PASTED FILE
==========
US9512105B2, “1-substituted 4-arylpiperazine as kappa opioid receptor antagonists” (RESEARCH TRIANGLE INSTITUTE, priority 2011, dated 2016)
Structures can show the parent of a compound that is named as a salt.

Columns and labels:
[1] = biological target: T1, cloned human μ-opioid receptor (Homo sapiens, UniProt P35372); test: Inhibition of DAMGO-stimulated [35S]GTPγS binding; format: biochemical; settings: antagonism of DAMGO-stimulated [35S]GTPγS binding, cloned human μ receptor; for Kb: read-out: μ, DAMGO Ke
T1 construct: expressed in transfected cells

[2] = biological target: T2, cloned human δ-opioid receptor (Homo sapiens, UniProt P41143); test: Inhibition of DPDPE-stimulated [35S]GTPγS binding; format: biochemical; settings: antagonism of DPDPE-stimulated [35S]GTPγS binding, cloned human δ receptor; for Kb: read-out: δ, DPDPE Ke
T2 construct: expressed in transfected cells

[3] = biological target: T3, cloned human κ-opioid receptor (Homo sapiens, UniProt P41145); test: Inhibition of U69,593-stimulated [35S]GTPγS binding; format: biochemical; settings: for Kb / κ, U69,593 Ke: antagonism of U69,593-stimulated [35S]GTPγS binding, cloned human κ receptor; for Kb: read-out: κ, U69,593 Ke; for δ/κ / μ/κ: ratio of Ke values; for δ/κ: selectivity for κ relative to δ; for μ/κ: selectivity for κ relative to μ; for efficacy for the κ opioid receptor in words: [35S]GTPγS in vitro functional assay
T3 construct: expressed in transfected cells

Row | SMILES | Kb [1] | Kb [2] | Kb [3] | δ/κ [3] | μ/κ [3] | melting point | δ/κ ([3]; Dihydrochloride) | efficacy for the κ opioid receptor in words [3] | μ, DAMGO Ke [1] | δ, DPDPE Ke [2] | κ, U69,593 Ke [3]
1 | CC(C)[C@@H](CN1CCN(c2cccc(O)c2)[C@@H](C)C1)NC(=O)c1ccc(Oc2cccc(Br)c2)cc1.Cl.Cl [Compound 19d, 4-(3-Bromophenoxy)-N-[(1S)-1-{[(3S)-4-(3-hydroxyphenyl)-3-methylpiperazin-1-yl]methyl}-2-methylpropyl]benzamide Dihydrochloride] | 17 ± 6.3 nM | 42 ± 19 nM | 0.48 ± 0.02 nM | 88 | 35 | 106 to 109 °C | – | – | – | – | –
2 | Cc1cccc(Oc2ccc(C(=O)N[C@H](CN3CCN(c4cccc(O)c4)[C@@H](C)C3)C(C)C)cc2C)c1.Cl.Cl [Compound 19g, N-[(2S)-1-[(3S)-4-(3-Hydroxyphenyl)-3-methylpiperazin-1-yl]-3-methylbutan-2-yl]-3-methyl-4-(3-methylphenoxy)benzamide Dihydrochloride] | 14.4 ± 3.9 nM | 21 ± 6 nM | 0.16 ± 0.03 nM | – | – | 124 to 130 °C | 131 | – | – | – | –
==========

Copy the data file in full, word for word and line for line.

US9512105B2, “1-substituted 4-arylpiperazine as kappa opioid receptor antagonists” (RESEARCH TRIANGLE INSTITUTE, priority 2011, dated 2016)
Structures can show the parent of a compound that is named as a salt.

Columns and labels:
[1] = biological target: T1, cloned human μ-opioid receptor (Homo sapiens, UniProt P35372); test: Inhibition of DAMGO-stimulated [35S]GTPγS binding; format: biochemical; settings: antagonism of DAMGO-stimulated [35S]GTPγS binding, cloned human μ receptor; for Kb: read-out: μ, DAMGO Ke
T1 construct: expressed in transfected cells

[2] = biological target: T2, cloned human δ-opioid receptor (Homo sapiens, UniProt P41143); test: Inhibition of DPDPE-stimulated [35S]GTPγS binding; format: biochemical; settings: antagonism of DPDPE-stimulated [35S]GTPγS binding, cloned human δ receptor; for Kb: read-out: δ, DPDPE Ke
T2 construct: expressed in transfected cells

[3] = biological target: T3, cloned human κ-opioid receptor (Homo sapiens, UniProt P41145); test: Inhibition of U69,593-stimulated [35S]GTPγS binding; format: biochemical; settings: for Kb / κ, U69,593 Ke: antagonism of U69,593-stimulated [35S]GTPγS binding, cloned human κ receptor; for Kb: read-out: κ, U69,593 Ke; for δ/κ / μ/κ: ratio of Ke values; for δ/κ: selectivity for κ relative to δ; for μ/κ: selectivity for κ relative to μ; for efficacy for the κ opioid receptor in words: [35S]GTPγS in vitro functional assay
T3 construct: expressed in transfected cells

Row | SMILES | Kb [1] | Kb [2] | Kb [3] | δ/κ [3] | μ/κ [3] | melting point | δ/κ ([3]; Dihydrochloride) | efficacy for the κ opioid receptor in words [3] | μ, DAMGO Ke [1] | δ, DPDPE Ke [2] | κ, U69,593 Ke [3]
1 | CC(C)[C@@H](CN1CCN(c2cccc(O)c2)[C@@H](C)C1)NC(=O)c1ccc(Oc2cccc(Br)c2)cc1.Cl.Cl [Compound 19d, 4-(3-Bromophenoxy)-N-[(1S)-1-{[(3S)-4-(3-hydroxyphenyl)-3-methylpiperazin-1-yl]methyl}-2-methylpropyl]benzamide Dihydrochloride] | 17 ± 6.3 nM | 42 ± 19 nM | 0.48 ± 0.02 nM | 88 | 35 | 106 to 109 °C | – | – | – | – | –
2 | Cc1cccc(Oc2ccc(C(=O)N[C@H](CN3CCN(c4cccc(O)c4)[C@@H](C)C3)C(C)C)cc2C)c1.Cl.Cl [Compound 19g, N-[(2S)-1-[(3S)-4-(3-Hydroxyphenyl)-3-methylpiperazin-1-yl]-3-methylbutan-2-yl]-3-methyl-4-(3-methylphenoxy)benzamide Dihydrochloride] | 14.4 ± 3.9 nM | 21 ± 6 nM | 0.16 ± 0.03 nM | – | – | 124 to 130 °C | 131 | – | – | – | –